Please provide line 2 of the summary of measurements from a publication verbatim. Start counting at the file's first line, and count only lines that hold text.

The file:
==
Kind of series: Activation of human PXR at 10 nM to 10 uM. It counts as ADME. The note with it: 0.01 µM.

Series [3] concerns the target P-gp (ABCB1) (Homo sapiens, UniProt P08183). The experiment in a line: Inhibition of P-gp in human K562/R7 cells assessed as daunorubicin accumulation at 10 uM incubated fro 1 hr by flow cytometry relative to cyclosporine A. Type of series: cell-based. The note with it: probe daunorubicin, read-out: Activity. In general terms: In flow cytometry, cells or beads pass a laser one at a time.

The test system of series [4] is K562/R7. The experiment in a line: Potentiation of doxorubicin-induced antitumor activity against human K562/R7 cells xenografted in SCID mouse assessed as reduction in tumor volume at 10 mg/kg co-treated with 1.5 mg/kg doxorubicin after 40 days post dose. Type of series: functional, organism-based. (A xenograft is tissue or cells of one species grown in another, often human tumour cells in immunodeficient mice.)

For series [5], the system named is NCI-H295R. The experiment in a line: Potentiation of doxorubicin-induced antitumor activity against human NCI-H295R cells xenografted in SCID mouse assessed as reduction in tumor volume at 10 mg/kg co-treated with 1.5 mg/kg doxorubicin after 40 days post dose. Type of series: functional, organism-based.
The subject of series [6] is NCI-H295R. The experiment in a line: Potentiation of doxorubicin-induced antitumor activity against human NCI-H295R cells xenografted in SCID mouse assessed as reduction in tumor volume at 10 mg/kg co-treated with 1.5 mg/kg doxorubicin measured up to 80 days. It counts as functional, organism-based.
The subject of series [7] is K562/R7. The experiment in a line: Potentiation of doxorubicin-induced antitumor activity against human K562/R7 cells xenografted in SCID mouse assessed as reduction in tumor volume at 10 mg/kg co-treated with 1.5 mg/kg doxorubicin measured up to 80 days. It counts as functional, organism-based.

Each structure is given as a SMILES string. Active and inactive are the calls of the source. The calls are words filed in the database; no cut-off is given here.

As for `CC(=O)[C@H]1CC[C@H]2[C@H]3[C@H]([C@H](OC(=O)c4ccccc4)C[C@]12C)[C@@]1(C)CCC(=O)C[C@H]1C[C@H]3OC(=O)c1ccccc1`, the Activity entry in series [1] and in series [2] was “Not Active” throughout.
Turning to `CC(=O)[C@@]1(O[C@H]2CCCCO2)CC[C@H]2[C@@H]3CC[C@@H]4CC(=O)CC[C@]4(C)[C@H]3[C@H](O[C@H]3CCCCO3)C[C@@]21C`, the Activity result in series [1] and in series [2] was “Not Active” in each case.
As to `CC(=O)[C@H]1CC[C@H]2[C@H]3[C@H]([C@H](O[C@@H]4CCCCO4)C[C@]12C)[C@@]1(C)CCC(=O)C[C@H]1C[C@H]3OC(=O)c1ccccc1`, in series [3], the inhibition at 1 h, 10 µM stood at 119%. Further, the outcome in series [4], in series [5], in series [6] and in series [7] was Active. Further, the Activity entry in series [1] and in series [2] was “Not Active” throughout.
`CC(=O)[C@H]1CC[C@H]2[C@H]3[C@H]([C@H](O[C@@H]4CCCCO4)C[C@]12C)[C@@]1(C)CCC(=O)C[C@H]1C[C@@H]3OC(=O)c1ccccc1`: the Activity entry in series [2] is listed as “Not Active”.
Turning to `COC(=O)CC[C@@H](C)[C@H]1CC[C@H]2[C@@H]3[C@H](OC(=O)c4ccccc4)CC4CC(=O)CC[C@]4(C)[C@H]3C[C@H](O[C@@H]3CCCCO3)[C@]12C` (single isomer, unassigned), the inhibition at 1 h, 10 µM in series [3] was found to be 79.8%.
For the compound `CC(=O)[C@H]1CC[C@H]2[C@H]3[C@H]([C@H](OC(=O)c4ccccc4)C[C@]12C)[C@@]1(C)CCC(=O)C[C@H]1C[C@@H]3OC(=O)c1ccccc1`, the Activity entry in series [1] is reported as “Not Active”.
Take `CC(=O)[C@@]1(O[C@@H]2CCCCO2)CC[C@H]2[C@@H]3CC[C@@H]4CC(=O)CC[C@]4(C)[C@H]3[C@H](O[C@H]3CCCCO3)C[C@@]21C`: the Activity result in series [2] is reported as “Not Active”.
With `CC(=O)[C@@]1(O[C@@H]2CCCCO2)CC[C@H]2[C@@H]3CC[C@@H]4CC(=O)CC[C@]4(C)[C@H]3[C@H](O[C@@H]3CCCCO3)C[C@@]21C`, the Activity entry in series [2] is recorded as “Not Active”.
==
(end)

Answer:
Series [3] concerns the target P-gp (ABCB1) (Homo sapiens, UniProt P08183). The experiment in a line: Inhibition of P-gp in human K562/R7 cells assessed as daunorubicin accumulation at 10 uM incubated fro 1 hr by flow cytometry relative to cyclosporine A. Type of series: cell-based. The note with it: probe daunorubicin, read-out: Activity. In general terms: In flow cytometry, cells or beads pass a laser one at a time.